However, is it appropriate to evaluate collection indexes in this way, isolated from the collection itself? Today,types like DictionaryIndex will give arbitrary comparison results for indexes generated from two different dictionaries, but trap when methods like distance(from:to:) are called. This may be a bug in the case of DictionaryIndex, but it is not expected that indexes contain information about the collection they came from (such as Array, indexed by Int)

To ask as a more direct question: is it appropriate that an index may return true from RangeExpression contains, but causes a fatal error when used against the collection the RangeExpression index(es) came from?

4. As an extension to the third point, there appears to be a larger API surface of the Range types which could be exposed, such as overlaps() and clamped(to:). If contains() is appropriate for RangeExpression, would it make sense to include these, as well as possibly changing them to be expressed with RangeExpression arguemnts?

5. As a second extension to the third point, some languages have “creative” ranges which only make sense in the context of a collection. An example would be (from Ruby):

“Hello, World!”[-5...-1] # “World"

where the negative index indicates an a negative distance from the end index.

Ignoring syntax bike shedding for the moment, such an expression could not be represented as a RangeExpression due to the inability to properly implement ‘contains’ in isolation of the collection to resolve proper indexes from these offsets.

There would still be ways to implement such behavior if desired by not having the type be a proper RangeExpression and extending Collection. The question is just meant to be another questioning of the relationship of RangeExpression to standalone ranges and to collections.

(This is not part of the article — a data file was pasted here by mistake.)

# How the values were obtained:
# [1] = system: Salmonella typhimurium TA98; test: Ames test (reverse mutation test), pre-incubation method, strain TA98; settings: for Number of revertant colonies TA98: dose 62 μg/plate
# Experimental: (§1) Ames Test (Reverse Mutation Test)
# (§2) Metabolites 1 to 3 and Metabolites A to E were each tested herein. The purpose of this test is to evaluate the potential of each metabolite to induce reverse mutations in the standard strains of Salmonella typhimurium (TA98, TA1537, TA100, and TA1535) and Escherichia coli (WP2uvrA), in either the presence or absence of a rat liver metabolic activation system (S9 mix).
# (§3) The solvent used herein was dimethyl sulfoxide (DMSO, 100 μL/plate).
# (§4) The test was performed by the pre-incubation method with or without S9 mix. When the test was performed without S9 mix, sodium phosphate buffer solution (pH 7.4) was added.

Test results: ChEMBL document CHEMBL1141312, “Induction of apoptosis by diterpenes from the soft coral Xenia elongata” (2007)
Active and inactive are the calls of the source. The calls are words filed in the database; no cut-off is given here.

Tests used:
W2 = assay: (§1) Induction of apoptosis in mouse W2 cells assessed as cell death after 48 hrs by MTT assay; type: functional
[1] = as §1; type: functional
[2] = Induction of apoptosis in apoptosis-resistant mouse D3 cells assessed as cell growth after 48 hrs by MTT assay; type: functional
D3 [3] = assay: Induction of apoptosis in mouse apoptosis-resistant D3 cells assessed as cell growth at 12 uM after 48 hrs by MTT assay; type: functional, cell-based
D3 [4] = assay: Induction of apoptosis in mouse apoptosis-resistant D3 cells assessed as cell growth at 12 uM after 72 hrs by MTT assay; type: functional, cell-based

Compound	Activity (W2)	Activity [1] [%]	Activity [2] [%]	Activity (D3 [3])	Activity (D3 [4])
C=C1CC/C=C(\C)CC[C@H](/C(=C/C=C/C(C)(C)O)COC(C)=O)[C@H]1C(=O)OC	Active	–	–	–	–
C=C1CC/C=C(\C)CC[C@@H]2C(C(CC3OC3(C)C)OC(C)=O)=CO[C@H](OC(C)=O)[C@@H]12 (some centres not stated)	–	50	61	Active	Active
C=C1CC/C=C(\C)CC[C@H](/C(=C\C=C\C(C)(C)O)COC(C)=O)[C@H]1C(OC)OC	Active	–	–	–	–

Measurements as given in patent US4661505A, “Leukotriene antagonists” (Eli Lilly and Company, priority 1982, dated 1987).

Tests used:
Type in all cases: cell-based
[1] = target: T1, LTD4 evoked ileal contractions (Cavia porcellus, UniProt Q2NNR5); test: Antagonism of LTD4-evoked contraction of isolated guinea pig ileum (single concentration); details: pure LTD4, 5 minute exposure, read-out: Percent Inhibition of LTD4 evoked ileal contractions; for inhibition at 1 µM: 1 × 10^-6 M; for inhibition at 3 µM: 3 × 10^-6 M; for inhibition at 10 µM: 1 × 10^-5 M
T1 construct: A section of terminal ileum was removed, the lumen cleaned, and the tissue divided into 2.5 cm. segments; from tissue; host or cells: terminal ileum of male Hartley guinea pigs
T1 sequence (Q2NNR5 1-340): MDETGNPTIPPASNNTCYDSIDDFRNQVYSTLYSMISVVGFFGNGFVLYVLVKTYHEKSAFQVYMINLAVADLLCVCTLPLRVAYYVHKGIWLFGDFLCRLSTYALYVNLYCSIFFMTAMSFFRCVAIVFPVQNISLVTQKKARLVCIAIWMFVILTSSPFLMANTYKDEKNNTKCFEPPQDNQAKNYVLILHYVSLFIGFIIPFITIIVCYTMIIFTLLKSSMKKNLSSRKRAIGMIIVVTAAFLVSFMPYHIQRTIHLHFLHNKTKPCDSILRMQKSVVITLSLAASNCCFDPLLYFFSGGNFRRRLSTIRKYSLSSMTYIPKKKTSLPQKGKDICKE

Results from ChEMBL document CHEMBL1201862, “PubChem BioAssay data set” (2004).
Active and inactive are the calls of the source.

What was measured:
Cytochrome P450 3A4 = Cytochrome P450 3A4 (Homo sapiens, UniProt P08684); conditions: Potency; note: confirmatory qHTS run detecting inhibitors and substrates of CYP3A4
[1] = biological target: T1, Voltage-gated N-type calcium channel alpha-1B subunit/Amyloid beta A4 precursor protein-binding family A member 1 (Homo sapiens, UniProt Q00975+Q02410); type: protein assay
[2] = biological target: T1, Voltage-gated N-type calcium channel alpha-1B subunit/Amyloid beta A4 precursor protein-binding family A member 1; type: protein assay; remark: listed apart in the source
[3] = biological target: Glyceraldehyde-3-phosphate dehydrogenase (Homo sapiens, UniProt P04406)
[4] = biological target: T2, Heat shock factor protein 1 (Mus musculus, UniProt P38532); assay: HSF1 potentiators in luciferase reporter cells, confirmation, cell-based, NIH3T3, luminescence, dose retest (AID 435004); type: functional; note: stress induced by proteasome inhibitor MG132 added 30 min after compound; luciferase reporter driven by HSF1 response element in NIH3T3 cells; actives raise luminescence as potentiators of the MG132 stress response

6. The proposal states:

The prefix and suffix methods that take an index are currently protocol requirements, but should not be. This proposal will fix that as a side-effect.
and
prefix and suffix will be deprecated in Swift 4 and later removed.

It seems removal of prefix and suffix methods from the Collection protocol is a breaking change in addition to removing prefix/suffix from Collection.

Would it be perhaps more desirable for Swift 4 to make prefix/suffix defined on an extension as well as deprecating them for removal in a later version of Swift? This could be done independent of whether this proposal is fully implemented/ships within Swift 4.

Is the problem being addressed significant enough to warrant a change to Swift?
Does this proposal fit well with the feel and direction of Swift?

I think so. It will both create a more powerful collection indexing syntax and eliminate multiple functions on collection in the future. The syntax as well I believe is a good fit for the language.

If you have used other languages or libraries with a similar feature, how do you feel that this proposal compares to those?

I’ve used ranged subscripts in ruby, and to a lesser degree python. Ruby in particular has more in-line functionality for expressing complex subsequence operations (such as negative integer indexes representing a negative offset from the endIndex).